There is hardly ever a time you will find a Greek without a coffee in hand. Whether it’s on their way to work, relaxing by a beach, or enjoying a post-lunchtime hit, Greeks love their caffeine. And they take their coffee very seriously. The care and time given to the way the coffee is prepared, to the way it’s drunk, and even to the people they choose to drink it with – one thing’s for sure, drinking coffee is an indulgent and almost sacred activity.
Going for a cuppa with a Greek isn’t a quick process. They can take hours drinking their coffees savouring every last drop, but also enjoying the company and chat with friends and family. But in summertime, when Greek coffee may be too hot for the lips, frappe’s and other designer cold coffee options have taken over cafe’s and bars, not only Greece, they have filtered all the way through to Australia. Summertime in Greece is about one thing and one thing only – an icy cold frappe. From beaches to the city squares, hoards of Greeks of all ages are sipping on a tall glass filled with foamy frappe goodness.
Homemade frappes are all the rage on hot summer days and all households aren’t complete without a blue and white Nestle frappe shaker. Nowadays, most households in Greece and definitely in bars and cafes, a milkshake maker replaces the old handheld shaker to quickly create a frappe on the go. And here in Australia, you will find people of all nationalities partaking in a frappe at a Greek-flavoured bar or cafeteria.
Even Starbucks has recreated this Greek drink, but with a twist. A frappe is traditionally a foam-covered coffee that is made using instant coffee and water shaken in a hand-held cocktail shaker with ice to produce a cool, thirst-quenching iced coffee drink. Two teaspoons of instant coffee is added to the cocktail shaker, a glassful of cold water is poured in and with the lid on top, some elbow grease is used to shake up a foamy cold coffee.
The frappe was said to be invented by Andreas Dritsas, the Greek distributor for Nestle coffee. Legend has it that Dritsas stumbled across the frappe in September 1957 whilst working at the annual Thessaloniki International Fair. It was said that the fair was without hot water so Dritsas took a shaker intended for Nesquik (a popular chocolate drink) and filled it with coffee and cold water and shook it up to create a foamy drink that resembled a soft drink at the time.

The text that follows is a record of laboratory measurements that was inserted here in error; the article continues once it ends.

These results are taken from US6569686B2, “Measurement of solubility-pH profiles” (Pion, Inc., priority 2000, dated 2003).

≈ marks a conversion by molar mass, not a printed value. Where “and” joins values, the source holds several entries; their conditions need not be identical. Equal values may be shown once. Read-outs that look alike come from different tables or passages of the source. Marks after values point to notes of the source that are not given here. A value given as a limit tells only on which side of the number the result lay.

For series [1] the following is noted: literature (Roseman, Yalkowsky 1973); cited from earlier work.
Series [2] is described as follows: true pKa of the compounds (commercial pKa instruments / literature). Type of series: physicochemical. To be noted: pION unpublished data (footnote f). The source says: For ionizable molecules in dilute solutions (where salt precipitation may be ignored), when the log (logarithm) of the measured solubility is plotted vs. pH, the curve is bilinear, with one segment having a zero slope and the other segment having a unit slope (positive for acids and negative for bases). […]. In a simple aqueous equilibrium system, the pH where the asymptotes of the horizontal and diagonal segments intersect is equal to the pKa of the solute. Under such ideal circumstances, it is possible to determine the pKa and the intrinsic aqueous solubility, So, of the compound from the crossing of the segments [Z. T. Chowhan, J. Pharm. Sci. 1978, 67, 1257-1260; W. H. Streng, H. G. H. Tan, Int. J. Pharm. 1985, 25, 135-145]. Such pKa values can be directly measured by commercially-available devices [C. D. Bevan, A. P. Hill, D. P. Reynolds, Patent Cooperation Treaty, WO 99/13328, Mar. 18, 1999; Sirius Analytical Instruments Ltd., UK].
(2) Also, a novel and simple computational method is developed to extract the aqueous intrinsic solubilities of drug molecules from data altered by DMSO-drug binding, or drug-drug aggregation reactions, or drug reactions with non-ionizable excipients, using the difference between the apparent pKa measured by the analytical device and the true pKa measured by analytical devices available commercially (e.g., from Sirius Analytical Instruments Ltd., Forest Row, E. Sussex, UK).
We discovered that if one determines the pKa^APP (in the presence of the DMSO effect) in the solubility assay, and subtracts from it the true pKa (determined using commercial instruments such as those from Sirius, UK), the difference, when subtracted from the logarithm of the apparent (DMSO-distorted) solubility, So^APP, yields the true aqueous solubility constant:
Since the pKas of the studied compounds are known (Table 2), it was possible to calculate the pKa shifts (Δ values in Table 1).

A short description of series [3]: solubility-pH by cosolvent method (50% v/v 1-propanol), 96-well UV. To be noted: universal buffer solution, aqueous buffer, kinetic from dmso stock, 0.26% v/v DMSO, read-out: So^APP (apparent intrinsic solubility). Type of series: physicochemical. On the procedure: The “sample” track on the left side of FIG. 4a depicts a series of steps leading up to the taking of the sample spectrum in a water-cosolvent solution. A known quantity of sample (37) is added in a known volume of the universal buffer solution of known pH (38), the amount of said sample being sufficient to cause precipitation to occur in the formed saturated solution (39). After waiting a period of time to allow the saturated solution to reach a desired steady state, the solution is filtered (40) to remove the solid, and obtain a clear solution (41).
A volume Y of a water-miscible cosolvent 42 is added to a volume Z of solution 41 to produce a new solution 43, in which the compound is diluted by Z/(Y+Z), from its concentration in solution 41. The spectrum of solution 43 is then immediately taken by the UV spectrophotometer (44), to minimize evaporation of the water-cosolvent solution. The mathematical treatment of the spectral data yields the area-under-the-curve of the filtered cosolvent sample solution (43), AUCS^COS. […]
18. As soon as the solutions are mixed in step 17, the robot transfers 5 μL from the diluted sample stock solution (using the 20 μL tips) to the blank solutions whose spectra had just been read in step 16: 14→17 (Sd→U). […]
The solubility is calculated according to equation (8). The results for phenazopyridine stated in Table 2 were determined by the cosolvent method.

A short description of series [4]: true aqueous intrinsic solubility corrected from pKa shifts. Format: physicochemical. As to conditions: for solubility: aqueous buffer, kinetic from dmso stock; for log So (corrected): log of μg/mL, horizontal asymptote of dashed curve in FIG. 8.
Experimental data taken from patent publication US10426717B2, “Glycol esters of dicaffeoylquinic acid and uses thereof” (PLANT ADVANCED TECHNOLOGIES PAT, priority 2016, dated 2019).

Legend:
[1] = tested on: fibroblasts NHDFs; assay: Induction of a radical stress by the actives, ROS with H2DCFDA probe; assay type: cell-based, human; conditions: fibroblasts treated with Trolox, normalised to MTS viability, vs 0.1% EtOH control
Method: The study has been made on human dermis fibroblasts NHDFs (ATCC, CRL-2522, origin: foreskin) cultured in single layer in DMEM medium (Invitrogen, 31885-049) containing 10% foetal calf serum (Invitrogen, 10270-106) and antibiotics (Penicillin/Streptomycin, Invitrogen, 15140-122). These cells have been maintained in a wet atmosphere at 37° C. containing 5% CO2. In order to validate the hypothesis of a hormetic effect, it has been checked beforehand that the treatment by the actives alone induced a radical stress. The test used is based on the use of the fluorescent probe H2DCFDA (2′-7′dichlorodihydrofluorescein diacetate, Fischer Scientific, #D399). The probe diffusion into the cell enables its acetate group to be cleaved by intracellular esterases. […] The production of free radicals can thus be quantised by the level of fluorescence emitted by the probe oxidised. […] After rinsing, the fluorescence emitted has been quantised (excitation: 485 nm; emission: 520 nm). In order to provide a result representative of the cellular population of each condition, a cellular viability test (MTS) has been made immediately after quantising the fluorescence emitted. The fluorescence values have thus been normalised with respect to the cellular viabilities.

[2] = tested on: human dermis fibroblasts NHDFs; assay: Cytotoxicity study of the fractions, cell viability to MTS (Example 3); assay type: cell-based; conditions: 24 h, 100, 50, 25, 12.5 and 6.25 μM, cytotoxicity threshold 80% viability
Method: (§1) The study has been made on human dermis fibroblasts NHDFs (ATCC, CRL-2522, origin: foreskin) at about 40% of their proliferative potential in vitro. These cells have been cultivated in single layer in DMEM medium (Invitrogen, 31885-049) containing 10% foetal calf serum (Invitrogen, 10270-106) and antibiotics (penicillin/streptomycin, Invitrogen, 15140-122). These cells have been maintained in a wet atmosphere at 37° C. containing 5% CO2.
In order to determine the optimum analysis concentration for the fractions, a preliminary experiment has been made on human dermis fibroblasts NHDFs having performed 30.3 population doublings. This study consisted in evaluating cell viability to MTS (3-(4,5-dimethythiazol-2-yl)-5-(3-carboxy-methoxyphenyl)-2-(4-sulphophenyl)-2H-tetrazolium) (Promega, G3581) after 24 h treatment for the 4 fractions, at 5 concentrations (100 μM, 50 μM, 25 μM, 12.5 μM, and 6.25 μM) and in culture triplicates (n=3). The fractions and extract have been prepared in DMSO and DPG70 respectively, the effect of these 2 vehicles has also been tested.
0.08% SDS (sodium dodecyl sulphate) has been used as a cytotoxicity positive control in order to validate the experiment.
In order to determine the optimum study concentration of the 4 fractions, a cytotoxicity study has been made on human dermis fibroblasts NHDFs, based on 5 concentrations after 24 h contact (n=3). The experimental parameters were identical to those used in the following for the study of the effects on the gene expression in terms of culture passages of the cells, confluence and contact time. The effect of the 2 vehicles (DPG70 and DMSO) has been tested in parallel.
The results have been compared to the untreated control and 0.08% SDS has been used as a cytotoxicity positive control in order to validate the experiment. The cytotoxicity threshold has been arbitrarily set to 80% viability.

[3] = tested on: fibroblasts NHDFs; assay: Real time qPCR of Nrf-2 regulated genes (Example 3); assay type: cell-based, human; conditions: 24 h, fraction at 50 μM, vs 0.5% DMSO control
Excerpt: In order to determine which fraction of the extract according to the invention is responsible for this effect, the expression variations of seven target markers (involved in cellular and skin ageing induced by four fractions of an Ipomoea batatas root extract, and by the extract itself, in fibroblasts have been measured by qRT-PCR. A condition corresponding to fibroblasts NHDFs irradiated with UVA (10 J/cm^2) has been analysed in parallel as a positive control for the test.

There are various variations to the humble frappe. Sketo is a frappe without sugar and just coffee and water, glyko is a frappe with a couple of teaspoons of sugar added and me gala is a frappe served with milk. Traditionally, a dollop of evaporated milk is added to the mix of coffee and water to create a milkier alternative to the coffee drink. In some cases, a frappe can be made with just milk alone. Noynoy is the evaporated milk of choice when making a frappe me gala.
With the onset of the cafe culture in Greece – as well as the prominence of chain coffee stores – various alternatives to iced coffees and iced chocolate drinks have been created to provide a caffeine hit for a hot summer’s day.
The most popular at the moment is the freddoccino. An iced coffee made up of blended ice and a coffee mix of either instant coffee mixed with water or a shot of espresso, this texture of this coffee alternative is similar to a thickshake with bits of crushed ice to keep you cool. Milk and ice cream are sometimes added to create a milkier alternative.
In the same vein, the moccaccino is a mixture of coffee and cocoa to create a chocolaty / coffee indulgent drink. Crushed ice is combined with chocolate syrup and a coffee mix and blended to create a mocha drink. Moccaccino’s are served in tall glasses and in most cases come with a serving of whipped cream to make it even more luscious.
How to make the perfect frappe:
Before you start make sure you have what you need:
Shaker or jar with a tight fitting lid or a milkshake maker
Evaporated milk (optional, and traditionally noynoy milk is used for a milky frappe)
Tall glass to serve
1. In a shaker or jar, add a glass of cold water, pop in a couple of ice cubes, 2-3 tablespoons of instant coffee and sugar to taste
2. Close the shaker and shake vigorously for ten seconds, or when you see foam appear. If using a milkshake maker, mix for the same amount of time.
3. Pour into a tall glass and add a bit of extra water, and milk to taste and stir.
4. Serve with a straw.